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www.coe.int/romatravellers Common European Framework of Reference for Languages: Learning, teaching, assessment. Council of Europe / Cambridge University Press, 2001. Available online on the website of the Language Policy Division: www.coe.int/lang Ibid., p.1.

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THE CEFR’S ACTION-ORIENTED APPROACH Since the 1970s the Council of Europe has promoted an action-oriented approach to the description of language use. As elaborated in the CEFR this approach is complex, technical and extensive, but its key features may be summarized in six paragraphs as follows: •

Language is one of the foundations of human behaviour: we use it continuously to perform communicative acts. Those acts may be external and social. For example, we have conversations with family, friends and colleagues; hold formal meetings; make speeches and give lectures; write personal and official letters; promote our political views in written manifestos; extend knowledge in our domain of expertise by publishing articles and books. Communicative acts may also be internal and private. All forms of reading and some forms of listening are examples of this; so too are the many different ways in which we use language for purposes of thinking things through – for example, to plan the apology we have to make for absence from an important business meeting, or to prepare ourselves for a difficult interview by trying to anticipate the questions we shall be asked and working out what our answers should be.



Communicative acts comprise language activity, which is divided into four kinds: reception, production, interaction and mediation. Reception entails understanding language produced by others, whether in speech or in writing, while production entails producing speech or writing. Interaction refers to spoken or written exchanges between two or more individuals, while mediation (often involving translation or interpretation) makes communication possible between individuals or groups who are unable to communicate directly. Clearly, interaction and mediation involve both reception and production.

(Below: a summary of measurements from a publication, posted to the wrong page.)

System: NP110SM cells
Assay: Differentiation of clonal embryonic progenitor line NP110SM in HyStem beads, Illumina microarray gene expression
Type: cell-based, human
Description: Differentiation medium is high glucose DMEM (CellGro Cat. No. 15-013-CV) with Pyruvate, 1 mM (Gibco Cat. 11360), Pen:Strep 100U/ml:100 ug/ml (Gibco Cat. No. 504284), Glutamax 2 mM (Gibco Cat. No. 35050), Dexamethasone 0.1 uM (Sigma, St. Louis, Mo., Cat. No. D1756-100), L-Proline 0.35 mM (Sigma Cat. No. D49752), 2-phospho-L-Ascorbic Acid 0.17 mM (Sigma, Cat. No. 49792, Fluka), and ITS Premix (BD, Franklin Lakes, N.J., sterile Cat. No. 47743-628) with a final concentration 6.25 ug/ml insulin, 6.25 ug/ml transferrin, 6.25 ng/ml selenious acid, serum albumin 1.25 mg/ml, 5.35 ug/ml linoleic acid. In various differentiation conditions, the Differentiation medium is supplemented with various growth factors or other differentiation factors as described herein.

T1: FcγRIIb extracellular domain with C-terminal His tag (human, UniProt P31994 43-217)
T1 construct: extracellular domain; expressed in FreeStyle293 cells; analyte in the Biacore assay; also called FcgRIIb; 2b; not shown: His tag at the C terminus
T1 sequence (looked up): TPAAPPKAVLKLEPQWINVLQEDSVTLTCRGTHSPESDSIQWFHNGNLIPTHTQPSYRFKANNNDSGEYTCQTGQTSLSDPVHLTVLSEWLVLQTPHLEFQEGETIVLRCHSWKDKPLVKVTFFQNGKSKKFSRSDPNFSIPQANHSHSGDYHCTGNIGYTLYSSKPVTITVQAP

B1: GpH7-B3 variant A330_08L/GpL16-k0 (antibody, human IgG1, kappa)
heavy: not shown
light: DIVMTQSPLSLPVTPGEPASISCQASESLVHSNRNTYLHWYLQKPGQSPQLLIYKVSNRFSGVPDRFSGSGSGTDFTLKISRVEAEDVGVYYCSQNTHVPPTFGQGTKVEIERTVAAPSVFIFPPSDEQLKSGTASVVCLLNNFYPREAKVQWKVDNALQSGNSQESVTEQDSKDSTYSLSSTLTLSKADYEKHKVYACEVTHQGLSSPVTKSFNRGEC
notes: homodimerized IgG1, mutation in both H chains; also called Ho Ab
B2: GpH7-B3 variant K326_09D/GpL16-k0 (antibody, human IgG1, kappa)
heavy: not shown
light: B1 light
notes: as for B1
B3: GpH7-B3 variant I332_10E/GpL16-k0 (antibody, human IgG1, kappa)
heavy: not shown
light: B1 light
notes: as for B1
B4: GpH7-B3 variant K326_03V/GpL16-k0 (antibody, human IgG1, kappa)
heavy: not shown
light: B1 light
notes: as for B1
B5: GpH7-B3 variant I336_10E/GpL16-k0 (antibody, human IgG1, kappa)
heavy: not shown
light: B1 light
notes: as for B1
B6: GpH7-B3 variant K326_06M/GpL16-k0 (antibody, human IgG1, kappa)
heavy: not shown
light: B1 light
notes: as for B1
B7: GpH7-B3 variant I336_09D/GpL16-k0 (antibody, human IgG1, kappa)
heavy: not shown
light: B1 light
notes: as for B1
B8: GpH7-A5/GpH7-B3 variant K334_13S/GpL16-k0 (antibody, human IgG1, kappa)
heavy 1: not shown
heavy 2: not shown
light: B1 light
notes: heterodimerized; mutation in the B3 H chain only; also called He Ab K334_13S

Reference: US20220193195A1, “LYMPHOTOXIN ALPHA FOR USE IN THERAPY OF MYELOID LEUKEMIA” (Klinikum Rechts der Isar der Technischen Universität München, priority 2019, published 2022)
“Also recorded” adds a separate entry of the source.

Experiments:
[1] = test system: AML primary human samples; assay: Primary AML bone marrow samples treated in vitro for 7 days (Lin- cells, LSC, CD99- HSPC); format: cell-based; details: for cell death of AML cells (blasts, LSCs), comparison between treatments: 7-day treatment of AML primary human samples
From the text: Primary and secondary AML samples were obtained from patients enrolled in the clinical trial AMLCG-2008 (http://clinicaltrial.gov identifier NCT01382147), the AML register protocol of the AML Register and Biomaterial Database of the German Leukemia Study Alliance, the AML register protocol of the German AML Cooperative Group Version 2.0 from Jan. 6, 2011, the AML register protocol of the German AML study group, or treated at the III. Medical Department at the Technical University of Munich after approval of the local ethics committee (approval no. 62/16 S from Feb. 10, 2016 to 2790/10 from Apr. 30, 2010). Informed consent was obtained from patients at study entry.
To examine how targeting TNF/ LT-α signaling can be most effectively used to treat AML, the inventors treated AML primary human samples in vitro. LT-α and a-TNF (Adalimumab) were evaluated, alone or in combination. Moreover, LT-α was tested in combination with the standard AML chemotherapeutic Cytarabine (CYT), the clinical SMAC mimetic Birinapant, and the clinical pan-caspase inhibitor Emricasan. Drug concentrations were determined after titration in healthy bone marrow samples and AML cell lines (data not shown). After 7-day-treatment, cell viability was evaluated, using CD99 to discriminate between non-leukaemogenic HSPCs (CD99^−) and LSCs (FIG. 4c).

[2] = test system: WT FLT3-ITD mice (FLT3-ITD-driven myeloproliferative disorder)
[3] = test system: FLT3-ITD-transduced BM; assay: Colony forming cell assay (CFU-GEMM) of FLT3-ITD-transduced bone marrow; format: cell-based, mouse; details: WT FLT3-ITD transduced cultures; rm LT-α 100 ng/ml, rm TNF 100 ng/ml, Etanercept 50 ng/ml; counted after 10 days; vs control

In order to engage in language activity, we draw on our communicative language competence, which includes knowledge (not necessarily conscious) about the words, sounds, and syntactic rules of the language we are using, together with the ability to use such knowledge in order to understand and produce language.



The language activity required to perform communicative acts always occurs in a context that imposes conditions and constraints of many different kinds. The CEFR proposes four main domains of language use: public, personal, educational and occupational.



Because communicative acts are always contextualized, our communicative language competence also includes sociolinguistic and pragmatic components. Our sociolinguistic competences – again to be thought of as a combination of (not necessarily conscious) knowledge and ability – enable us to cope with the social and cultural dimensions of communicative behaviour, for example, by adhering to social conventions and cultural norms. Working in harness with our sociolinguistic competences, our pragmatic competences underpin our ability to use language appropriately to fulfil particular functions, for example, greeting, leave-taking, making an apology.



Finally, communicative acts entail the performance of tasks, and to the extent that they are not routine or automatic, those tasks require us to use strategies in order to understand and/or produce spoken or written texts.

The CEFR does not say how languages should be taught. Nevertheless, its approach to the description of language use carries an important message for language pedagogy, because language learning too requires that we use strategies to draw on linguistic resources in order to perform communicative acts. This supports the view, fundamental to the Curriculum Framework for Romani, that language use always plays a central role in effective language learning; it also justifies the Framework’s commitment to project work that mediates between the classroom and the Roma community.